Many producers still retain ownership of their lambs, even though they may send them to a custom feedlot for finishing. This saves on inputs of feed and labour, but allows the producer the freedom to select a market. The price for feeder lambs has been strong in recent years, so by selling feeders producers receive money earlier, purchase less feed and the feedlot carries the last part of the risk.

“Ultimately lamb will be sold to consumers so it is vital that producers provide the products that the consumer wants to make them come back to the same source and buy more,” says Cook. “Every producer has different circumstances, skill sets and interests, so it is important to decide what type of operation will best meet those criteria.”

If close to an urban centre and processing facility, producers may well choose direct marketing through farmers markets or their own network. This is the case with Norine Moore, who runs a flock of 300 purebred ewes and sells about 90 yearling rams as breeding stock every year. They sell carcass lambs to retail outlets, where the consumer contact and feedback is immediate, so they can provide details about their production practices and also hear what that customer wants.

“Direct marketers can create niche markets which command a higher price for the service and attributes provided, although there is more work involved,” says Moore. “Good reliable relationships together with quality lambs will result in easier and more consistent marketing year by year and maybe even better returns.”

Moore’s operation is primarily what’s considered to be extensive production. While her flock lambs inside, they spend most of their life outside, grazing on grass. In a purely extensive operation, lambing and grazing takes place entirely on pastureland. Most Alberta lamb operations are a combination of intensive and extensive production; for example lambs may be born in a building or home pasture and put out to grass for the summer, then finished in pens.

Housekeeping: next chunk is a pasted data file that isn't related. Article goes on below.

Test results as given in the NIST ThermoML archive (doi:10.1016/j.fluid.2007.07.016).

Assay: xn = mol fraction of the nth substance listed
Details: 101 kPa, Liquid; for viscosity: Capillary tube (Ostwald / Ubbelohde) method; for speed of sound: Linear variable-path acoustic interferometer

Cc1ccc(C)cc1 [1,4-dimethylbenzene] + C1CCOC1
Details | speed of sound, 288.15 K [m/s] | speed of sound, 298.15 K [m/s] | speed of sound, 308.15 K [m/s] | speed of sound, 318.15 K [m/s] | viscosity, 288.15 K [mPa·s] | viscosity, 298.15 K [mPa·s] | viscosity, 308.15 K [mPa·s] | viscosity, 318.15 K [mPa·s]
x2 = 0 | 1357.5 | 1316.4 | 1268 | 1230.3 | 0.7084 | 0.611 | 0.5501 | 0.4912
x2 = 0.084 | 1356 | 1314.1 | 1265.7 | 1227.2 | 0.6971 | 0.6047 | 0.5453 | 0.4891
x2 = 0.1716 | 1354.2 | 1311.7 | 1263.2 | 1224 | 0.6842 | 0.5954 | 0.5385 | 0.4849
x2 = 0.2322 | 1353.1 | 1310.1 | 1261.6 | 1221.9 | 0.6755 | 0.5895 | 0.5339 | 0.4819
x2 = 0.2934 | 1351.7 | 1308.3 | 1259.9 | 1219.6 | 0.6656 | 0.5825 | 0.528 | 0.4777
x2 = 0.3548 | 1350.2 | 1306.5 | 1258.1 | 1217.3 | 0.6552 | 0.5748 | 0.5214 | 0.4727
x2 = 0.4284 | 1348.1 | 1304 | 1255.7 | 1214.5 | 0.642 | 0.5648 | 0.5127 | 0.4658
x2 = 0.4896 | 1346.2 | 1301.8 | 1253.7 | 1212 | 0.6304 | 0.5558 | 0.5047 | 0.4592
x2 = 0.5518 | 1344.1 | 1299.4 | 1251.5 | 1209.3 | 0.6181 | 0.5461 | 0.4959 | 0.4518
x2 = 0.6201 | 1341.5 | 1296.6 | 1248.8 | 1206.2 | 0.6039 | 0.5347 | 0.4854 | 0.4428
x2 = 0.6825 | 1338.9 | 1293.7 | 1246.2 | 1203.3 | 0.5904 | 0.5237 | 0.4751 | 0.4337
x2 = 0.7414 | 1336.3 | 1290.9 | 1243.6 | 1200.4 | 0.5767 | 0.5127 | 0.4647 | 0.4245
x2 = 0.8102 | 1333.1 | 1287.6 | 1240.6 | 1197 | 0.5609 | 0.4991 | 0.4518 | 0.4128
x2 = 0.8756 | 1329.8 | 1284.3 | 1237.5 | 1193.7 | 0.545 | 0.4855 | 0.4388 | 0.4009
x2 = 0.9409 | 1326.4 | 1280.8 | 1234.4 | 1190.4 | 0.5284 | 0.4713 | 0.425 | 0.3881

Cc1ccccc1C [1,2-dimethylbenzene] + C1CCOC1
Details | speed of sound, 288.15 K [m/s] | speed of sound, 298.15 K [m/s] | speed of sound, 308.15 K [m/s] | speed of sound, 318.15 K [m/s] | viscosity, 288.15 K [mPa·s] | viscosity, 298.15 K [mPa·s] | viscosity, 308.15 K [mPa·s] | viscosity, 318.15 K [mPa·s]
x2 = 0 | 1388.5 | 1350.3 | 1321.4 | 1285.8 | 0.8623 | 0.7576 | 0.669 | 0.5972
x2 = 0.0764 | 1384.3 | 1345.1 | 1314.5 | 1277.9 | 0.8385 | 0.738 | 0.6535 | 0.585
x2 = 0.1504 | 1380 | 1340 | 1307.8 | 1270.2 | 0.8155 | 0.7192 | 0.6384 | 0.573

“There is more opportunity for different types of lamb production in Alberta than there ever has been before,” says Moore, who is also the chair of ALP. “There are many more buyers in this province than we have the lamb to supply.”

Alberta uses the majority of the supply produced in the province, but Alberta’s genetics are also high in demand, with the province gaining international recognition for export of quality semen and embryos.

Moore says the ethnic market is growing steadily, and is the biggest sector she markets carcass lambs into. She also sells to specialty meat stores as baby boomers are showing increasing appreciation for lamb. “Essentially there’s a lot more choice,” she says. “More choice in how the lambs are being produced, where to buy or where to sell.”

As the lamb industry continues to grow and develop, Ryan Albers says he sees opportunities over the next five years. “We need more lamb,” he says. “There’s not enough available but producers will fill the gap if they know the market and the infrastructure to support that market is there.”